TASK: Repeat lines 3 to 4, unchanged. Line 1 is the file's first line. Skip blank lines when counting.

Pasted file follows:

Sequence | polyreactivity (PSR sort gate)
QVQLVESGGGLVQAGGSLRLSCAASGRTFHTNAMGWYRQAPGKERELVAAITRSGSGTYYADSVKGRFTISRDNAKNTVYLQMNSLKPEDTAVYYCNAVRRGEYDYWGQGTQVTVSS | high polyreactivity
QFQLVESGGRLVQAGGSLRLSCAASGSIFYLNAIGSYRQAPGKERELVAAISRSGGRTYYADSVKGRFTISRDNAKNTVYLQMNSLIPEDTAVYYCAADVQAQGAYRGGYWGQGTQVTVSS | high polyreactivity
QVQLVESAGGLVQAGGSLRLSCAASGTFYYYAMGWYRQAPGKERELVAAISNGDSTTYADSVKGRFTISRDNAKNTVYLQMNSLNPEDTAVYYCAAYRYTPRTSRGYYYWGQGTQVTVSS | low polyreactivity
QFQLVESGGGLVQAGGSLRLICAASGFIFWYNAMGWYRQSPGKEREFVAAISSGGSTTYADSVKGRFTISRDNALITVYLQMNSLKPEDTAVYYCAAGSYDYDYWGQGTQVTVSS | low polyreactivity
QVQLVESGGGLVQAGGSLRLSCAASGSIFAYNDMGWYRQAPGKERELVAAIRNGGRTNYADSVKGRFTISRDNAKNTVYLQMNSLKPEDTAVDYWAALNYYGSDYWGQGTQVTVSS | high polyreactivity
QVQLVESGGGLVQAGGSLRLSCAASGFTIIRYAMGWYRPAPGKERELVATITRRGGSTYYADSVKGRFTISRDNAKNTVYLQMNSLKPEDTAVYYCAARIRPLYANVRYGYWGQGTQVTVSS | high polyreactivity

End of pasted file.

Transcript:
QFQLVESGGRLVQAGGSLRLSCAASGSIFYLNAIGSYRQAPGKERELVAAISRSGGRTYYADSVKGRFTISRDNAKNTVYLQMNSLIPEDTAVYYCAADVQAQGAYRGGYWGQGTQVTVSS | high polyreactivity
QVQLVESAGGLVQAGGSLRLSCAASGTFYYYAMGWYRQAPGKERELVAAISNGDSTTYADSVKGRFTISRDNAKNTVYLQMNSLNPEDTAVYYCAAYRYTPRTSRGYYYWGQGTQVTVSS | low polyreactivity